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anxiety Ashton aunt Letty beautiful behold better blessed Cheltenham child choly Clavering cold countenance cousin cried dear death delight door dreadful earnest emotion endeavoured excited exclaimed eyes fear feel felt fond Gardner gazed gentle give gomery hand happy hear heard heart Helen Helen Gardner Helen loved Hesleden hope hour husband innocent inquired kind knew Lady Douglas Lady Mont Lady Montgomery Lady Penrhyn Lady Scone late leave listen little Susan look Lord Montgomery Lord Scone melan melancholy mind Miss Anna Maria morning Morton mother nature never night Norburn once passion peace perhaps poor pray prayer quiet quired racter Rawdon replied sake scarcely seemed servants silent smile soon sorrow speak spirit sure sweet tears tell tenderness thing thought tion toady tone turbed turned utter Vernon voice walk watch whilst wish woman words Wyndham young
Page 268 - And on that cheek, and o'er that brow, So soft, so calm, yet eloquent, The smiles that win, the tints that glow, But tell of days in goodness spent, A mind at peace with all below, A heart whose love is innocent ! THE HARP THE MONARCH MINSTREL SWEPT.
Page 184 - Methought I heard a voice cry " Sleep no more ! Macbeth does murder sleep" — the innocent sleep, Sleep that knits up the ravell'd sleave of care, The death of each day's life, sore labour's bath, Balm of hurt minds, great nature's second course, Chief nourisher in life's feast, — Lady M.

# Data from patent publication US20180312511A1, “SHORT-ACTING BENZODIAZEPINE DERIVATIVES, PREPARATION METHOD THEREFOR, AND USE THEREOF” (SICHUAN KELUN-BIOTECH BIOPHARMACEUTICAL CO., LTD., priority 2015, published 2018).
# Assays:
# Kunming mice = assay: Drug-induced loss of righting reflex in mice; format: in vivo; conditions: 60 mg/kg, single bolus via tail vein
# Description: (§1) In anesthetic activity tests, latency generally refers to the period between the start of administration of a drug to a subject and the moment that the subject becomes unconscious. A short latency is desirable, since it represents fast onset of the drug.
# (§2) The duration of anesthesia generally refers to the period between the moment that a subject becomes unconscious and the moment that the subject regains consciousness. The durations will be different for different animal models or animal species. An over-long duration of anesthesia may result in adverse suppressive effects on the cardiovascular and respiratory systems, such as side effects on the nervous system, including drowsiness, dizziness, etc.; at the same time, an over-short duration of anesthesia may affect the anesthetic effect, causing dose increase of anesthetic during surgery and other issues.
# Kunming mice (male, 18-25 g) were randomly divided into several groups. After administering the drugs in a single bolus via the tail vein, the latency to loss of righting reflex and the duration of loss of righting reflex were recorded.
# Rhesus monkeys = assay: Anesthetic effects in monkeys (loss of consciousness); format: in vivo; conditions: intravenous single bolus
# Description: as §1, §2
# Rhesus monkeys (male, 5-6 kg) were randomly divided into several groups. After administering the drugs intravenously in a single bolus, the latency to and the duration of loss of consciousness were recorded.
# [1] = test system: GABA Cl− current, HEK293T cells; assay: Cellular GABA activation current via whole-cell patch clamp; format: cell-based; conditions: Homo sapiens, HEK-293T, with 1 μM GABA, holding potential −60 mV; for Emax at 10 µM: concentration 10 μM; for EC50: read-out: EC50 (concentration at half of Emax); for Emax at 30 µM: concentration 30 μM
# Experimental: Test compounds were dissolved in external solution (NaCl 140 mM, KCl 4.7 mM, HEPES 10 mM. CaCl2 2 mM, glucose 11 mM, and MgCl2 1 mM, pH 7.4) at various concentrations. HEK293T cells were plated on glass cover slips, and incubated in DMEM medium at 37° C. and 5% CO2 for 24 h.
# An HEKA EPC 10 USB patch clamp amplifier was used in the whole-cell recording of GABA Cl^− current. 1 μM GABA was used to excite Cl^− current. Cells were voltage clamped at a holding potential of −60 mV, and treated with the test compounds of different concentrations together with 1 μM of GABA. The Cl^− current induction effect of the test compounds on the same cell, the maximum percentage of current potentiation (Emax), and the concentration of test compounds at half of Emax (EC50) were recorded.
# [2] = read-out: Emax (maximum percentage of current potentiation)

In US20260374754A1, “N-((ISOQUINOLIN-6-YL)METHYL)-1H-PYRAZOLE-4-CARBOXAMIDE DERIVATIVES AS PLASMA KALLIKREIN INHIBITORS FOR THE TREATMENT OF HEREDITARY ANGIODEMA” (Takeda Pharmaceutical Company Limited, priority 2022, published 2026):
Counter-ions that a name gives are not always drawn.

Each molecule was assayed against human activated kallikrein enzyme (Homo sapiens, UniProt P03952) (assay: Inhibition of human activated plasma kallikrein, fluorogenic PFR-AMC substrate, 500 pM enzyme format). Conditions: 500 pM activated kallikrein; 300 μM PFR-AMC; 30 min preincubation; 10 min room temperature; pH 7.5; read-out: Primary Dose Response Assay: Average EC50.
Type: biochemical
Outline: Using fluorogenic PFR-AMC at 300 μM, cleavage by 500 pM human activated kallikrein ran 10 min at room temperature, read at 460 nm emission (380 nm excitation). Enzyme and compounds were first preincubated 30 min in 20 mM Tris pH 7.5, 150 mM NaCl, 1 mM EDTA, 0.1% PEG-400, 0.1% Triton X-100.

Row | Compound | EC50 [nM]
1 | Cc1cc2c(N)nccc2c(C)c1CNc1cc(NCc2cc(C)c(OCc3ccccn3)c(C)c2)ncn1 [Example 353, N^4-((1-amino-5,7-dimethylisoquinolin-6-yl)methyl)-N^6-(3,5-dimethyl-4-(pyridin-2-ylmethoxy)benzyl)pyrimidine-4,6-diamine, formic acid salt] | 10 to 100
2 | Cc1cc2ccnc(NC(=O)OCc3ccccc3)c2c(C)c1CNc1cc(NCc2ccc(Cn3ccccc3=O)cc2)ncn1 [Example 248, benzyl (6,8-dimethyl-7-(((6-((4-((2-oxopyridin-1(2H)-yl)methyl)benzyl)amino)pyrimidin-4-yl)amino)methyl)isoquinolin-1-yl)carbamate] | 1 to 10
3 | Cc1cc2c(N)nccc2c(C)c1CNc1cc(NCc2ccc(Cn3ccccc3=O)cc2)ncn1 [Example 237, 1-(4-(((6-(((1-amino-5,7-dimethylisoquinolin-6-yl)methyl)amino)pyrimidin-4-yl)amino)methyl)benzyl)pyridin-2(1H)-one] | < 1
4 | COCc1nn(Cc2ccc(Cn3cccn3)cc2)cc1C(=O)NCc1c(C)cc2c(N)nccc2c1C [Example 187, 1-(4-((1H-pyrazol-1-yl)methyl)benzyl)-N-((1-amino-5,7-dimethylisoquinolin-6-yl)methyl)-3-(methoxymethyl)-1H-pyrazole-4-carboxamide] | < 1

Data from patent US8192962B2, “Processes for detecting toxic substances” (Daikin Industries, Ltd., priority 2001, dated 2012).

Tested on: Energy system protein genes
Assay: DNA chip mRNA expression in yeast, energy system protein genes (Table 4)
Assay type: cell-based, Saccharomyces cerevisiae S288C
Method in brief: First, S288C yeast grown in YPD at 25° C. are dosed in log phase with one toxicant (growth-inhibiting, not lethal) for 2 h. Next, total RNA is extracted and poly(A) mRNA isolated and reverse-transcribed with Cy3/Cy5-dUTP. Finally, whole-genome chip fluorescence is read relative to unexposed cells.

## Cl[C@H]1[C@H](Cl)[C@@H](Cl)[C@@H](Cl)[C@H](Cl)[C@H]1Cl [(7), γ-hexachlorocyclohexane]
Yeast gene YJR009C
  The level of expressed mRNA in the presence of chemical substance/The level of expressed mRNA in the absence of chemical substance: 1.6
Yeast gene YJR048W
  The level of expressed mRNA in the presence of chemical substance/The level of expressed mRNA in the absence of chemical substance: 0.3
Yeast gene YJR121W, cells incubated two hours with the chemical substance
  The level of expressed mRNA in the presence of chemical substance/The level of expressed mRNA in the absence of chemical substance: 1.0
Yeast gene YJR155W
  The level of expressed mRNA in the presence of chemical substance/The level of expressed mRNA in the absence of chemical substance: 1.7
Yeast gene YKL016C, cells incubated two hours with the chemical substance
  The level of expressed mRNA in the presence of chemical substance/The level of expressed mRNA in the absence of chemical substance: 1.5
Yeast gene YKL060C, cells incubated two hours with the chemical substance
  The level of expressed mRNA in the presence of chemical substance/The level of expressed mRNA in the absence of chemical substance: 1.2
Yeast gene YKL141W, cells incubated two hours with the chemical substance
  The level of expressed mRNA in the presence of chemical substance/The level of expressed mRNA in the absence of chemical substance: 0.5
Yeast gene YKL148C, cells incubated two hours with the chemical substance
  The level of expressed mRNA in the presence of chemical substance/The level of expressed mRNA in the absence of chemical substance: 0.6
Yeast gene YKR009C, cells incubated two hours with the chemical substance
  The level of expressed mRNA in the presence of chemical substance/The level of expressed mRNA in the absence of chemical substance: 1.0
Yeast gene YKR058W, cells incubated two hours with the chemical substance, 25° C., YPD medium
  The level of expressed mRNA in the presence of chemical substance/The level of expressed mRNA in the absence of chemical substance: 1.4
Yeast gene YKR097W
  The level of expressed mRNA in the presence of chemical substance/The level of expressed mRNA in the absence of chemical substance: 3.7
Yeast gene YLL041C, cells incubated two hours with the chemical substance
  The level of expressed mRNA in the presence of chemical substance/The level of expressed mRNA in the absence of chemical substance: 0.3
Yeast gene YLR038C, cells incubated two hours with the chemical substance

Page 1 - I REMEMBER, I REMEMBER I REMEMBER, I remember The house where I was born, The little window where the sun Came peeping in at morn ; He never came a wink too soon, Nor brought too long a day, But now I often wish the night Had borne my breath away ! I remember, I remember...
Page 25 - you see, at last, the struggle between the body and the soul. You see conscience forced to yield, even in a redoubt which it had believed impregnable.
Page 30 - It matters little at what hour o' the day The righteous fall asleep, death cannot come To him untimely who is fit to die : The less of this cold world, the more of heaven, The briefer life, the earlier immortality.
Page 234 - thou blessed child ! When, young and haply pure as thou, I look'd and pray'd like thee ; but now — " He hung his head ; each nobler aim And hope and feeling, which had slept From boyhood's hour, that instant came Fresh o'er him, and he wept — he wept! Blest tears of soul-felt penitence ! In whose benign, redeeming flow Is felt the first, the only sense Of guiltless joy that guilt can know.
Page 30 - ... the peace of Pecquigny. Charles himself acknowledged as much when, in his wrath at this treaty, he said, "He had not sought to bring over the English into France for any need he had of them, but to enable them to recover what belonged to them;" and Louis XI. was a patriotic king when he declared that "there was nothing in the world he would not do to thrust the king of England out of the realm, and, rather than suffer the English to have a bit of territory in France, he would put every thing...
Page 282 - Come unto me, all ye that are weary and heavy-laden, and I will give you rest !" He smiled and wept when he spoke these words.